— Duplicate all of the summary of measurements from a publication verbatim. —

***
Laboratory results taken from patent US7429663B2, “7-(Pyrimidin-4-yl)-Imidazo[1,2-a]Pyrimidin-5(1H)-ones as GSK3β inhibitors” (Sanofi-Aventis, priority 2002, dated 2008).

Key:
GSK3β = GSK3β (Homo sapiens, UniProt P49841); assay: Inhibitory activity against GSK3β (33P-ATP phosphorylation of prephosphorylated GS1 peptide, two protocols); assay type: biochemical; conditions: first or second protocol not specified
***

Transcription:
Laboratory results taken from patent US7429663B2, “7-(Pyrimidin-4-yl)-Imidazo[1,2-a]Pyrimidin-5(1H)-ones as GSK3β inhibitors” (Sanofi-Aventis, priority 2002, dated 2008).

Key:
GSK3β = GSK3β (Homo sapiens, UniProt P49841); assay: Inhibitory activity against GSK3β (33P-ATP phosphorylation of prephosphorylated GS1 peptide, two protocols); assay type: biochemical; conditions: first or second protocol not specified